Before I sift through my pile of unfinished sewing projects to give you 3 steps to finish your WIPs, indulge me with one quick story. The year was 2007. I was 21. Although I wasn’t overly ambitious in my studies, I did have one special skill – I said yes to almost everything.
Ok, SQ readers. It’s happening again. I’m re-opening my diary and letting you take a peek. If you missed my confession about Baking Shows and need to take a minute to empathize with my obsession, go ahead. I’ll wait. But when you come back, get ready to dive with me real deep… into my shoe closet.
Remember when we did free-association writing therapy about my difficulty picking out a toothpaste… and then also my difficulty picking out quilt batting?
How to troubleshoot sewing machine tension is an ongoing problem in the sewing community. How do I know this? Because since I started the Suzy Quilts Patterns Facebook Group almost once a week someone posts a frantic question about uneven stitches or breaking thread or loose top stitches.
I get it!
The Meet the Maker series is back! We'll be featuring two more amazing fiber artists before we close out the series. To read about other featured makers we love, click here!
One of the coolest things about Annabel Wrigley (and believe me, there are many, many cool things) is that she is just one sewist… but she has given birth to many, many littler sewists.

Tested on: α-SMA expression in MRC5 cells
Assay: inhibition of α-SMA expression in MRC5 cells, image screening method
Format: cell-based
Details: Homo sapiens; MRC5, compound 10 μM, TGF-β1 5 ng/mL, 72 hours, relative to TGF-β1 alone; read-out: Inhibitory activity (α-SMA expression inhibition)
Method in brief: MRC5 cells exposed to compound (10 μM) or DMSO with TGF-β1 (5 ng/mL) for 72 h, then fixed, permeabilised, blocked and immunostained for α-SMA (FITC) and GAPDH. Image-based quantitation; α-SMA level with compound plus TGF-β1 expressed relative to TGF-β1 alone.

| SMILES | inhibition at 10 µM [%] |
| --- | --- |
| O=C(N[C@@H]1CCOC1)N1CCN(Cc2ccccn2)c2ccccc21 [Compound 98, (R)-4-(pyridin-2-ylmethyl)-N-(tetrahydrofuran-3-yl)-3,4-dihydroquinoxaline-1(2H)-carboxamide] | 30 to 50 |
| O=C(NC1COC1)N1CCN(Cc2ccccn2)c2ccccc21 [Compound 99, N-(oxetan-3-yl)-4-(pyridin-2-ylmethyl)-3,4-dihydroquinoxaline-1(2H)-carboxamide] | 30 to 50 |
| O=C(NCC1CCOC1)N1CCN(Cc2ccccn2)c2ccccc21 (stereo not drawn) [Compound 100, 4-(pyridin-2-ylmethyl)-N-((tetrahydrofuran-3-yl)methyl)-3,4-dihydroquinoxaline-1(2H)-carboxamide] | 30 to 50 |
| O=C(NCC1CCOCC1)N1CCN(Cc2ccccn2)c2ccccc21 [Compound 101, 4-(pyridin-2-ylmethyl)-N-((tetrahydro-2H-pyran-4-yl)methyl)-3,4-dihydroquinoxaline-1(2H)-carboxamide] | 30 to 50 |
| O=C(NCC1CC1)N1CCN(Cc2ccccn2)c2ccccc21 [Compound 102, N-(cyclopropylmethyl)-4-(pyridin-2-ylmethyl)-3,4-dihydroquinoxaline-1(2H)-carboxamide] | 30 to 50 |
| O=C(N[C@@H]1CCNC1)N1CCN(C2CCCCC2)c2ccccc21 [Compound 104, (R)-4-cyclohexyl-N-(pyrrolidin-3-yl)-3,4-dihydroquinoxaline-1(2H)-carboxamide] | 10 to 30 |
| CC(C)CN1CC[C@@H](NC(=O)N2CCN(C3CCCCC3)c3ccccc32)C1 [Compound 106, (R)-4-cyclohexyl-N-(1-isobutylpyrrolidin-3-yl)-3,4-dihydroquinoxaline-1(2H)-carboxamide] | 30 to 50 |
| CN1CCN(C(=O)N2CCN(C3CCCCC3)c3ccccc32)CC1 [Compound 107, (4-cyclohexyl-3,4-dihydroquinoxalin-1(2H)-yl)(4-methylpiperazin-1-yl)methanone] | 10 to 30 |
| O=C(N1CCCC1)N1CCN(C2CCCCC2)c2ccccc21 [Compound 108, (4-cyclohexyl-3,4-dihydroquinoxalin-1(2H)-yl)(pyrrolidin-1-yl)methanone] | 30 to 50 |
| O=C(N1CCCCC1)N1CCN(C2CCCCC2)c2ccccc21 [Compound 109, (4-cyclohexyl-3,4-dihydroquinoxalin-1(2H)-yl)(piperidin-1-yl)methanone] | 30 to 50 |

I can get overly excited at times when talking about sewing notions. I may even be guilty of using superlatives in most of my posts because I'm just that passionate about the best of the best for you and your quilts!
If you’re a crafter of any kind – knitting, sewing, quilting, pottery, woodworking, underwater basket weaving – you have probably received some awkward compliments. Maybe someone has even said, “That's so pretty, I can't even tell it's handmade!”
Hmmm...compliment? When hearing that, it’s easy to get offended, or defensive, or downright annoyed.
I think it’s time to take our relationship to the next level, so periodically, I’m going to give you an inside peek at my diary.
In a previous post we created an ombré Triangle Jitters quilt by combining the required yardage from the pattern into 8 fat quarters. With that quilt we used some fabulous ombré fabric by V and Co. This time around, however, I’ll be using solid fabric fat quarters to create an ombré quilt.